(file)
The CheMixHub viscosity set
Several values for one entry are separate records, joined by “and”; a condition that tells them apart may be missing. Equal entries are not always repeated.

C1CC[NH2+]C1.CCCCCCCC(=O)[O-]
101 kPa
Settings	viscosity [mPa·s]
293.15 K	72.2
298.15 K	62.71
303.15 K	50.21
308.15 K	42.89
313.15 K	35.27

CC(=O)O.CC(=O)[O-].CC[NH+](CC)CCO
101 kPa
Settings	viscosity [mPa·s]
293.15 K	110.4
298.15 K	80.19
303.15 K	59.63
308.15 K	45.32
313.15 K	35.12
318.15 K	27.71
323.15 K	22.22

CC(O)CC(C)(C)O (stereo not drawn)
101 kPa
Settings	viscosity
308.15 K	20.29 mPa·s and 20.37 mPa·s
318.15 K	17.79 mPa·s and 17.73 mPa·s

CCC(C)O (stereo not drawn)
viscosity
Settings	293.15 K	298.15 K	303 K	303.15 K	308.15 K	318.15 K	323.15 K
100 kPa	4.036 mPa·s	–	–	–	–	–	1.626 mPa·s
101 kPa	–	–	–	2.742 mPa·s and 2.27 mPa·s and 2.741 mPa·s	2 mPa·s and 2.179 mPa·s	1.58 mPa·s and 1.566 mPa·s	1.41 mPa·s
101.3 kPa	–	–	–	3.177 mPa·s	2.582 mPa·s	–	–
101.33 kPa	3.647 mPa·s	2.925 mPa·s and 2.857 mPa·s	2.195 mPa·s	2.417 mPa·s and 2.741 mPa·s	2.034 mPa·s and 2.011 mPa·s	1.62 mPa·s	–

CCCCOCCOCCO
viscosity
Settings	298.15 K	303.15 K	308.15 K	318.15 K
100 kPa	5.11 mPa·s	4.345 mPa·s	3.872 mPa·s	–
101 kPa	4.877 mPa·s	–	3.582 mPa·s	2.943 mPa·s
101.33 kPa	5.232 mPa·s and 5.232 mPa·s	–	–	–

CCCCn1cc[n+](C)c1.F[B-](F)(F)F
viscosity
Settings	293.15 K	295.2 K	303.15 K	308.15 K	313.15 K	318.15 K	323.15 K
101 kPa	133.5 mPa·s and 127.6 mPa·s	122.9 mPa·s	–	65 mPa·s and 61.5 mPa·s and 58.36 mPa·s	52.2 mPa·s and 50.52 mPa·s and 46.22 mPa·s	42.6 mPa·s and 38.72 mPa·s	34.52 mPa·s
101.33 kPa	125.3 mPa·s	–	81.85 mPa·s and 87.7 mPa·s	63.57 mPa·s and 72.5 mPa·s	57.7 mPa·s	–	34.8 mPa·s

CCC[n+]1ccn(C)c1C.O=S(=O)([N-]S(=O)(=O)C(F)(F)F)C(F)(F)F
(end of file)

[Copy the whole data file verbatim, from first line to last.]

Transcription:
The CheMixHub viscosity set
Several values for one entry are separate records, joined by “and”; a condition that tells them apart may be missing. Equal entries are not always repeated.

C1CC[NH2+]C1.CCCCCCCC(=O)[O-]
101 kPa
Settings	viscosity [mPa·s]
293.15 K	72.2
298.15 K	62.71
303.15 K	50.21
308.15 K	42.89
313.15 K	35.27

CC(=O)O.CC(=O)[O-].CC[NH+](CC)CCO
101 kPa
Settings	viscosity [mPa·s]
293.15 K	110.4
298.15 K	80.19
303.15 K	59.63
308.15 K	45.32
313.15 K	35.12
318.15 K	27.71
323.15 K	22.22

CC(O)CC(C)(C)O (stereo not drawn)
101 kPa
Settings	viscosity
308.15 K	20.29 mPa·s and 20.37 mPa·s
318.15 K	17.79 mPa·s and 17.73 mPa·s

CCC(C)O (stereo not drawn)
viscosity
Settings	293.15 K	298.15 K	303 K	303.15 K	308.15 K	318.15 K	323.15 K
100 kPa	4.036 mPa·s	–	–	–	–	–	1.626 mPa·s
101 kPa	–	–	–	2.742 mPa·s and 2.27 mPa·s and 2.741 mPa·s	2 mPa·s and 2.179 mPa·s	1.58 mPa·s and 1.566 mPa·s	1.41 mPa·s
101.3 kPa	–	–	–	3.177 mPa·s	2.582 mPa·s	–	–
101.33 kPa	3.647 mPa·s	2.925 mPa·s and 2.857 mPa·s	2.195 mPa·s	2.417 mPa·s and 2.741 mPa·s	2.034 mPa·s and 2.011 mPa·s	1.62 mPa·s	–

CCCCOCCOCCO
viscosity
Settings	298.15 K	303.15 K	308.15 K	318.15 K
100 kPa	5.11 mPa·s	4.345 mPa·s	3.872 mPa·s	–
101 kPa	4.877 mPa·s	–	3.582 mPa·s	2.943 mPa·s
101.33 kPa	5.232 mPa·s and 5.232 mPa·s	–	–	–

CCCCn1cc[n+](C)c1.F[B-](F)(F)F
viscosity
Settings	293.15 K	295.2 K	303.15 K	308.15 K	313.15 K	318.15 K	323.15 K
101 kPa	133.5 mPa·s and 127.6 mPa·s	122.9 mPa·s	–	65 mPa·s and 61.5 mPa·s and 58.36 mPa·s	52.2 mPa·s and 50.52 mPa·s and 46.22 mPa·s	42.6 mPa·s and 38.72 mPa·s	34.52 mPa·s
101.33 kPa	125.3 mPa·s	–	81.85 mPa·s and 87.7 mPa·s	63.57 mPa·s and 72.5 mPa·s	57.7 mPa·s	–	34.8 mPa·s

CCC[n+]1ccn(C)c1C.O=S(=O)([N-]S(=O)(=O)C(F)(F)F)C(F)(F)F